Boy Scout Canyon, Nevada
We hung out in these hot springs for the duration of the day and headed back to camp for a night of festivities, spirits, and good times before we had to head out early to make it to port the following day.
Hot Spring flowing into the Black Canyon River, Nevada
Sunday, we headed out early and made out way over to the Arizona Hot Springs canyon on the Arizona side to run down the 3AI and visit the hot springs on the other side of the connection trail.
Boy Scout Canyon, Nevada
The canyon only had a few small drops and the non technical section of the canyon was interesting with all of the mineral colors that tarnished the walls and decorated the stream of steamy 100 degree water.
Boy Scout Canyon, Nevada
There was a ladder to climb up on to get to the springs and there was a series of springs that progressively got hotter as I kept walking up the passage and into the valley.
Boy Scout Canyon, Nevada.
People are able to access the Arizona Hot Springs Canyon from the highway which is a 3 hour one way hike down to the pools of water. 
Arizona Hot Springs Canyon
Kayaking down the river made visiting these canyons a lot easier and gave easy access to technical and non technical canyons that would have taken a few more days to visit otherwise.
Boy Scout Canyon
Continuing down the river, the canyon walls opened up a bit more and the current slowed down but thankfully we had the wind with us and the current was also moving with us so this made the float pretty easy to do.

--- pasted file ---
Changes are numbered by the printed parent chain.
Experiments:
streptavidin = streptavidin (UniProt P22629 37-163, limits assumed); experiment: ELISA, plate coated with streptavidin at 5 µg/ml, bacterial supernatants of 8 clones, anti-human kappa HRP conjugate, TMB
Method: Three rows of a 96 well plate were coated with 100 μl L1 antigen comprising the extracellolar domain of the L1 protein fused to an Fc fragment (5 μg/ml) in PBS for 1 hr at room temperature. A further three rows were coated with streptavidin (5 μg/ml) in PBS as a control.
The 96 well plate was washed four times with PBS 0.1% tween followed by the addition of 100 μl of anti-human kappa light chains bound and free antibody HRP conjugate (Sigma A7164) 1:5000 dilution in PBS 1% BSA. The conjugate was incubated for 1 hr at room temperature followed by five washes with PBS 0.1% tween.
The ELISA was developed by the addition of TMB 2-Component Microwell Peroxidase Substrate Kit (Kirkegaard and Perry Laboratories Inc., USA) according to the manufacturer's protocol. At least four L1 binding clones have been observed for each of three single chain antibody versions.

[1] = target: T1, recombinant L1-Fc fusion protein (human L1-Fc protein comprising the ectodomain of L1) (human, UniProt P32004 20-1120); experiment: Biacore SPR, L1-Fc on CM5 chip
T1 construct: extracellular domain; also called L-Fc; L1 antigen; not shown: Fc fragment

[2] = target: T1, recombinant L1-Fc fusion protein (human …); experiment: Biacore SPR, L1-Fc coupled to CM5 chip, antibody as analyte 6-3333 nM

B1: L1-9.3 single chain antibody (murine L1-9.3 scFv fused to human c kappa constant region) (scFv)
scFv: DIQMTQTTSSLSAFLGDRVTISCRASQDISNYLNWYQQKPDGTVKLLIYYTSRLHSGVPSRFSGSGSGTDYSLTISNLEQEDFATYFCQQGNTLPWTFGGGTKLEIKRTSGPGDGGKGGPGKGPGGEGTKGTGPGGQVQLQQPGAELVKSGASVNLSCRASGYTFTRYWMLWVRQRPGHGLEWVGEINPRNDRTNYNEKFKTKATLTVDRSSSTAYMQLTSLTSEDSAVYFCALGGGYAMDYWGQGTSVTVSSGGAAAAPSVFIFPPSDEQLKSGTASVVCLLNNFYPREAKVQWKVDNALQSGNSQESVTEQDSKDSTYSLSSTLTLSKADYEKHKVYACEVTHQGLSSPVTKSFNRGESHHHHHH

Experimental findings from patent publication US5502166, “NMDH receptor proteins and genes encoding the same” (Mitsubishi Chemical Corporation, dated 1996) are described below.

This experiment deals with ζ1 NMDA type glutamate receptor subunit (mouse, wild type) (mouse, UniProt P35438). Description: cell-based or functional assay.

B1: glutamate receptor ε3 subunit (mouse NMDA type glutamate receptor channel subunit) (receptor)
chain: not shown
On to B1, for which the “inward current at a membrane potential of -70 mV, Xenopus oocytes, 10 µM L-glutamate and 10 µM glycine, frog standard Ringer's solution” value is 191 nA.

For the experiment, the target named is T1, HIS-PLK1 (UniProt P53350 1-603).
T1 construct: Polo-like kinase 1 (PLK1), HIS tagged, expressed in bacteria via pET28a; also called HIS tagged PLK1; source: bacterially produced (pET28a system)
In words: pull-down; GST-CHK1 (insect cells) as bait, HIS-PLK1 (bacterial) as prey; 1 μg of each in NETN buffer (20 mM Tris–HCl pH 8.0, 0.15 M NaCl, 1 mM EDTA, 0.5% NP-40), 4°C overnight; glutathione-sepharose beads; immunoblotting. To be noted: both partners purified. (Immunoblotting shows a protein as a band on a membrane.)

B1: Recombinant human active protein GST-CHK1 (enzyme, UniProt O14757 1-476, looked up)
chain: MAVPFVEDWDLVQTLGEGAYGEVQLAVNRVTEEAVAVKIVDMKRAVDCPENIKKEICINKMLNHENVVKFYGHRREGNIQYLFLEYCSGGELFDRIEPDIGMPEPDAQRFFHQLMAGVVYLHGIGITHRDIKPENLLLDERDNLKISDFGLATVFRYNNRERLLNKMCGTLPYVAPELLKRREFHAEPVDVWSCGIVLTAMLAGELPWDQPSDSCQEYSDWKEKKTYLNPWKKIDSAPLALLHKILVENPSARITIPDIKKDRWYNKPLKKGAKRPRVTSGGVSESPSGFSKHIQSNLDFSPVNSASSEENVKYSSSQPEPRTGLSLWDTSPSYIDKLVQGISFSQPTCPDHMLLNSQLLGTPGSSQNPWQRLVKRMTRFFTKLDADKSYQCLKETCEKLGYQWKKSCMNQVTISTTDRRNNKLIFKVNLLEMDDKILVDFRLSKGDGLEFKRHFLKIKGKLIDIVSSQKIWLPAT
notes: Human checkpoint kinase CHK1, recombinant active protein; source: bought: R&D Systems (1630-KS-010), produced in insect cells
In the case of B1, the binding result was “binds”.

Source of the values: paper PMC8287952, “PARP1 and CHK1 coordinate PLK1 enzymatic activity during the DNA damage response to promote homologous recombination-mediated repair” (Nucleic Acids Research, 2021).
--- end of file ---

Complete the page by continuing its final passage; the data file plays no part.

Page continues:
Boy Scout Canyon
Eventually we came up on the last walls before breaking into Willow Beach.  We passed the Emerald sea cave and a cat walk that was used for workers back when the Colorado river was a raging torrent of rapids before the hoover dam was created.
Arizona Hot Springs Canyon
shortly after passing the final canyon walls, Willow Beach was in site and finally was able to port rather early before the scheduled pick up time. Phones didn't work so we had to hang out in the 75 degree February desert weather drinking a Tecate and ice cream while time passed by, oh darn!!
Arizona Hot Springs Canyon
I absolutely recommend this float trip from anyone looking to escape from the city and get some pretty easy and straightforward float time with numerous campsites and hot springs to visit.
Arizona Hot springs canyon